Three things made me nostalgic recently.
One was a piece by blogger Melissa Fenton – posted on 4BoysMother and subsequently shared by several Facebook friends – titled “Top 10 Ways to Give Your Kid a 1970’s Summer.” The list included: “Make them play outside. Like all day.” And “Spend three nights in a row at your best friend’s house.” And “Play the old Simon game until you want to throw it against a wall.”
The second was a message from Apple Inc. consultant Ken Segall during a recent symposium about the power of simplicity:
“Perfection is achieved not when there is nothing left to add,” he said, quoting Antoine de Saint-Exupery, “but when there is nothing left to remove.”
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And the third was watching my children dive headfirst into summer vacation.
It’s true that summer isn’t what it used to be. As the first day of school sneaks closer and closer toward July, stores start stocking back-to-school supplies before I even get a chance to sift through my kids’ backpacks to see what might be salvageable.
Fenton’s essay on 1970s summers made me recall my own, when my brothers and I would stay outside until dark, tossing baseballs or playing kickball in the street and pausing whenever someone yelled, “Car!”
Like Fenton, I watched plenty of television – “Gilligan’s Island,” “The Brady Bunch,” “Happy Days” and “Welcome Back, Kotter.” I spent days and nights at my best friend’s house, or she at mine, listening to records, braiding hair and playing that game where you write with your finger on the other person’s back and she tries to guess the letters.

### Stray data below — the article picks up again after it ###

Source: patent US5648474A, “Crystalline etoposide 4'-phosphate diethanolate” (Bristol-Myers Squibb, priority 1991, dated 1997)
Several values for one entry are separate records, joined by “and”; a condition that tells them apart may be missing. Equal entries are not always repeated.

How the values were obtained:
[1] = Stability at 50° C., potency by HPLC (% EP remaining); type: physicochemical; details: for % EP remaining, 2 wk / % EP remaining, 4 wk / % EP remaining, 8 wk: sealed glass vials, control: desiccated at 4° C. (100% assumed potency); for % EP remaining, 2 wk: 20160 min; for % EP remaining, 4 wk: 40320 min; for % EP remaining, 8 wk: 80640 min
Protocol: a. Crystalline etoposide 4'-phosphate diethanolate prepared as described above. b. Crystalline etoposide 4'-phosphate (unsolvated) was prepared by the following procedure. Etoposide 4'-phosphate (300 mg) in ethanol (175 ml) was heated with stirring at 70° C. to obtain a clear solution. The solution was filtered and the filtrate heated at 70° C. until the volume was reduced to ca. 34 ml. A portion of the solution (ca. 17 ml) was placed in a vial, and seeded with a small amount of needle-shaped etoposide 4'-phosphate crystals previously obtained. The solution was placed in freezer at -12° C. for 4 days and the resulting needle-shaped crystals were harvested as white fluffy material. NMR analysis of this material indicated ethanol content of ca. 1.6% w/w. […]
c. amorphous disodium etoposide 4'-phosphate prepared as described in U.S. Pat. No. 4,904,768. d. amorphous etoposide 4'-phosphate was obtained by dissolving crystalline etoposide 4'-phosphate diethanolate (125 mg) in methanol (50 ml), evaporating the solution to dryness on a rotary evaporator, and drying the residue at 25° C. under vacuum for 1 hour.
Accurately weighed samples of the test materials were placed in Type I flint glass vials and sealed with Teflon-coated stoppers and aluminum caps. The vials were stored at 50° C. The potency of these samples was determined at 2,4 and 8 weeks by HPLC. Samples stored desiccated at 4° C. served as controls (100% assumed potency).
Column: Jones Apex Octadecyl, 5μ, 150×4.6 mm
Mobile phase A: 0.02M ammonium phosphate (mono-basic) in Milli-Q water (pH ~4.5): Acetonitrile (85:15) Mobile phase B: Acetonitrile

We rode our bikes until the tires wore out. Mine was a spiffy little model with a green and yellow banana seat and the phrase “Sweet Pea” in script letters on the side. I used to pretend it was a horse and we were racing in the Kentucky Derby.
We held car washes, sold lemonade, went to the pool and jumped off the high dive. We read a lot, but only what we wanted to read. We memorized the “Xanadu” soundtrack.
One afternoon – or maybe it was a whole week, the days morphed into one another – we choreographed an elaborate roller-skating routine to Barry Manilow’s “Copacabana.” She was Lola, I was Tony, and we traded off being Rico, who wore a diamond and was escorted to his chair when he saw Lola dancing there.
I’m not naive or ridiculous enough to believe those summers were perfect, for us or our parents. We got bored and complained like every other kid.
But by Segall’s and Apple founder Steve Jobs’ measure of perfection – that “simplicity is the ultimate sophistication” – it’s apparent that modern-day summers could benefit from a look back. And not just with the 1977 Instagram filter.
“I am done with all the forced smile-inducing, uber planned and supervised, over-the-top summer life experiences I am supposed to provide for my kids,” Fenton writes.
“And what summer pool party would be complete,” Fenton adds, “without nitrate, skin, meat, additive and taste-free hot dogs on gluten-free buns covered in artisanal ketchup?”
Some quests to give children the ultimate summer overlook the simple joy of relaxation, of decompression, of doing absolutely nothing – or whatever fun kids can create for themselves. And a lot of it.
A perfect glass of lemonade doesn’t require much effort or complicated ingredients: water, lemons, sugar, that’s it. Neither does the perfect summer.